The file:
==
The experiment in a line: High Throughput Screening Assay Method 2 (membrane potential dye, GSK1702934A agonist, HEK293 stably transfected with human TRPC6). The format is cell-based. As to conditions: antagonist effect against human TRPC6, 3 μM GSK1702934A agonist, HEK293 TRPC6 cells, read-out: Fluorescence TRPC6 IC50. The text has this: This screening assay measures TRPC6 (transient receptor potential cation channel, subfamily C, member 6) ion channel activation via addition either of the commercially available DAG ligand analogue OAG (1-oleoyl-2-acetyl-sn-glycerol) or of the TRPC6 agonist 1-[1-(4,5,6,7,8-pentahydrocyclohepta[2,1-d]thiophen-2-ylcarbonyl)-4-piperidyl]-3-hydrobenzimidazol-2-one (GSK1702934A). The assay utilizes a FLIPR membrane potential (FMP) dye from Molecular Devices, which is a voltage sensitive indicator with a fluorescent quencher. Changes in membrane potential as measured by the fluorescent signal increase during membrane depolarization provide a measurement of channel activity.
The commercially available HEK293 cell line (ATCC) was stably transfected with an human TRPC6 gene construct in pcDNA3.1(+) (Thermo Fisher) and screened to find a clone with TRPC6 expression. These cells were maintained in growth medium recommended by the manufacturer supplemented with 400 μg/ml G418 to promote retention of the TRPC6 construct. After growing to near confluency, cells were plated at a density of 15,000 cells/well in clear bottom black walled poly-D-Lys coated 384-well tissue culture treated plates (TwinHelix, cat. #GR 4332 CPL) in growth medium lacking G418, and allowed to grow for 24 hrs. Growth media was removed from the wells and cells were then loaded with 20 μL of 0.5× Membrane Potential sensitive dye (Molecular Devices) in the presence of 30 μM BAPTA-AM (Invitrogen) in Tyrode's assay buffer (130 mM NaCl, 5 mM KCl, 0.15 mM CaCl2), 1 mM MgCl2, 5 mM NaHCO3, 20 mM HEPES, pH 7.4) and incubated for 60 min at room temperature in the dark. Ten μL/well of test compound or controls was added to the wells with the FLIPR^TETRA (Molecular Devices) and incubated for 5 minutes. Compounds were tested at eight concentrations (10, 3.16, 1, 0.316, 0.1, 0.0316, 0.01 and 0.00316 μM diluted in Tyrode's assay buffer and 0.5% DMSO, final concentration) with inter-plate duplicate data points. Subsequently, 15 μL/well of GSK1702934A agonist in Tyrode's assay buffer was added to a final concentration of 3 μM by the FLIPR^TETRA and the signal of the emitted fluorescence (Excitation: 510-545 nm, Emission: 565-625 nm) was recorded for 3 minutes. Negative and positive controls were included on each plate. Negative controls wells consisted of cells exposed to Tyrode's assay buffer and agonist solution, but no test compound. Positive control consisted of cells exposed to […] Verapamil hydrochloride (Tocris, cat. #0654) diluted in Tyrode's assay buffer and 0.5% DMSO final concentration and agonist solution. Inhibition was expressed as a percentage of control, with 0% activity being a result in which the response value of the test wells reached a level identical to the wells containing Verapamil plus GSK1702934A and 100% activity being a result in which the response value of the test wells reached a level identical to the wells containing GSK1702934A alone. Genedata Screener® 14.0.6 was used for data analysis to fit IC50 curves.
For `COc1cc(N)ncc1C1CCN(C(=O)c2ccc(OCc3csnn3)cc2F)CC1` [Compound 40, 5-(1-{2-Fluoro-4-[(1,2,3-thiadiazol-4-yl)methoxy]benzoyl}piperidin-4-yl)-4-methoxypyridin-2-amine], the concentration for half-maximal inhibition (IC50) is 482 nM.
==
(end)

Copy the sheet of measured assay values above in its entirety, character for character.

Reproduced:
The experiment in a line: High Throughput Screening Assay Method 2 (membrane potential dye, GSK1702934A agonist, HEK293 stably transfected with human TRPC6). The format is cell-based. As to conditions: antagonist effect against human TRPC6, 3 μM GSK1702934A agonist, HEK293 TRPC6 cells, read-out: Fluorescence TRPC6 IC50. The text has this: This screening assay measures TRPC6 (transient receptor potential cation channel, subfamily C, member 6) ion channel activation via addition either of the commercially available DAG ligand analogue OAG (1-oleoyl-2-acetyl-sn-glycerol) or of the TRPC6 agonist 1-[1-(4,5,6,7,8-pentahydrocyclohepta[2,1-d]thiophen-2-ylcarbonyl)-4-piperidyl]-3-hydrobenzimidazol-2-one (GSK1702934A). The assay utilizes a FLIPR membrane potential (FMP) dye from Molecular Devices, which is a voltage sensitive indicator with a fluorescent quencher. Changes in membrane potential as measured by the fluorescent signal increase during membrane depolarization provide a measurement of channel activity.
The commercially available HEK293 cell line (ATCC) was stably transfected with an human TRPC6 gene construct in pcDNA3.1(+) (Thermo Fisher) and screened to find a clone with TRPC6 expression. These cells were maintained in growth medium recommended by the manufacturer supplemented with 400 μg/ml G418 to promote retention of the TRPC6 construct. After growing to near confluency, cells were plated at a density of 15,000 cells/well in clear bottom black walled poly-D-Lys coated 384-well tissue culture treated plates (TwinHelix, cat. #GR 4332 CPL) in growth medium lacking G418, and allowed to grow for 24 hrs. Growth media was removed from the wells and cells were then loaded with 20 μL of 0.5× Membrane Potential sensitive dye (Molecular Devices) in the presence of 30 μM BAPTA-AM (Invitrogen) in Tyrode's assay buffer (130 mM NaCl, 5 mM KCl, 0.15 mM CaCl2), 1 mM MgCl2, 5 mM NaHCO3, 20 mM HEPES, pH 7.4) and incubated for 60 min at room temperature in the dark. Ten μL/well of test compound or controls was added to the wells with the FLIPR^TETRA (Molecular Devices) and incubated for 5 minutes. Compounds were tested at eight concentrations (10, 3.16, 1, 0.316, 0.1, 0.0316, 0.01 and 0.00316 μM diluted in Tyrode's assay buffer and 0.5% DMSO, final concentration) with inter-plate duplicate data points. Subsequently, 15 μL/well of GSK1702934A agonist in Tyrode's assay buffer was added to a final concentration of 3 μM by the FLIPR^TETRA and the signal of the emitted fluorescence (Excitation: 510-545 nm, Emission: 565-625 nm) was recorded for 3 minutes. Negative and positive controls were included on each plate. Negative controls wells consisted of cells exposed to Tyrode's assay buffer and agonist solution, but no test compound. Positive control consisted of cells exposed to […] Verapamil hydrochloride (Tocris, cat. #0654) diluted in Tyrode's assay buffer and 0.5% DMSO final concentration and agonist solution. Inhibition was expressed as a percentage of control, with 0% activity being a result in which the response value of the test wells reached a level identical to the wells containing Verapamil plus GSK1702934A and 100% activity being a result in which the response value of the test wells reached a level identical to the wells containing GSK1702934A alone. Genedata Screener® 14.0.6 was used for data analysis to fit IC50 curves.
For `COc1cc(N)ncc1C1CCN(C(=O)c2ccc(OCc3csnn3)cc2F)CC1` [Compound 40, 5-(1-{2-Fluoro-4-[(1,2,3-thiadiazol-4-yl)methoxy]benzoyl}piperidin-4-yl)-4-methoxypyridin-2-amine], the concentration for half-maximal inhibition (IC50) is 482 nM.